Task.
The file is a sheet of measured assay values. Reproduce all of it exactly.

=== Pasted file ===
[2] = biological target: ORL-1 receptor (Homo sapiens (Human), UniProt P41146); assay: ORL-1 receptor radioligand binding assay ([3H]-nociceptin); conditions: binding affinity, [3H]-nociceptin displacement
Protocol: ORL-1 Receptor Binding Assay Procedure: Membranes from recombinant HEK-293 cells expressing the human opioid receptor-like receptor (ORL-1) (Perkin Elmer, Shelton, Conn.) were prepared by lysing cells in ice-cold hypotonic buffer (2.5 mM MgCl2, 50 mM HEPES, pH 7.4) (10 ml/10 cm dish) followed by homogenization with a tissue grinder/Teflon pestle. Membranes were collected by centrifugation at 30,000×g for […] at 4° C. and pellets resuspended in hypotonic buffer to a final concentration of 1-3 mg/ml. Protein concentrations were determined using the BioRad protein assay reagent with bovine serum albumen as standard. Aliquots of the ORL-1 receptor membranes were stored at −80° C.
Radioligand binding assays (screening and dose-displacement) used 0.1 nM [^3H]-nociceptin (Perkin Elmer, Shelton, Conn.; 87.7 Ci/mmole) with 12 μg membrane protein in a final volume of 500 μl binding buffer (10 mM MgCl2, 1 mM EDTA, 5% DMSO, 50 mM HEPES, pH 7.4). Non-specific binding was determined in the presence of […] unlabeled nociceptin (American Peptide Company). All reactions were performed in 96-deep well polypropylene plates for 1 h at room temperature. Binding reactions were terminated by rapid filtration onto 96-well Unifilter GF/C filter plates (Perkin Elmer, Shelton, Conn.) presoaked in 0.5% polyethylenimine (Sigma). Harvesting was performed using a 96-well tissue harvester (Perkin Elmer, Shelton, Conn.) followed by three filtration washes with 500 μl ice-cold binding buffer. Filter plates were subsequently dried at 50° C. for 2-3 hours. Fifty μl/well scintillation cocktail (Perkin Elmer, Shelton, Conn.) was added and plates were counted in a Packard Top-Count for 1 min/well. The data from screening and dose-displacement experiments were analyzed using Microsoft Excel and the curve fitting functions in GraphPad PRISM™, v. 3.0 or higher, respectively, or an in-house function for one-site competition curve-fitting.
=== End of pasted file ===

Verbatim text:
[2] = biological target: ORL-1 receptor (Homo sapiens (Human), UniProt P41146); assay: ORL-1 receptor radioligand binding assay ([3H]-nociceptin); conditions: binding affinity, [3H]-nociceptin displacement
Protocol: ORL-1 Receptor Binding Assay Procedure: Membranes from recombinant HEK-293 cells expressing the human opioid receptor-like receptor (ORL-1) (Perkin Elmer, Shelton, Conn.) were prepared by lysing cells in ice-cold hypotonic buffer (2.5 mM MgCl2, 50 mM HEPES, pH 7.4) (10 ml/10 cm dish) followed by homogenization with a tissue grinder/Teflon pestle. Membranes were collected by centrifugation at 30,000×g for […] at 4° C. and pellets resuspended in hypotonic buffer to a final concentration of 1-3 mg/ml. Protein concentrations were determined using the BioRad protein assay reagent with bovine serum albumen as standard. Aliquots of the ORL-1 receptor membranes were stored at −80° C.
Radioligand binding assays (screening and dose-displacement) used 0.1 nM [^3H]-nociceptin (Perkin Elmer, Shelton, Conn.; 87.7 Ci/mmole) with 12 μg membrane protein in a final volume of 500 μl binding buffer (10 mM MgCl2, 1 mM EDTA, 5% DMSO, 50 mM HEPES, pH 7.4). Non-specific binding was determined in the presence of […] unlabeled nociceptin (American Peptide Company). All reactions were performed in 96-deep well polypropylene plates for 1 h at room temperature. Binding reactions were terminated by rapid filtration onto 96-well Unifilter GF/C filter plates (Perkin Elmer, Shelton, Conn.) presoaked in 0.5% polyethylenimine (Sigma). Harvesting was performed using a 96-well tissue harvester (Perkin Elmer, Shelton, Conn.) followed by three filtration washes with 500 μl ice-cold binding buffer. Filter plates were subsequently dried at 50° C. for 2-3 hours. Fifty μl/well scintillation cocktail (Perkin Elmer, Shelton, Conn.) was added and plates were counted in a Packard Top-Count for 1 min/well. The data from screening and dose-displacement experiments were analyzed using Microsoft Excel and the curve fitting functions in GraphPad PRISM™, v. 3.0 or higher, respectively, or an in-house function for one-site competition curve-fitting.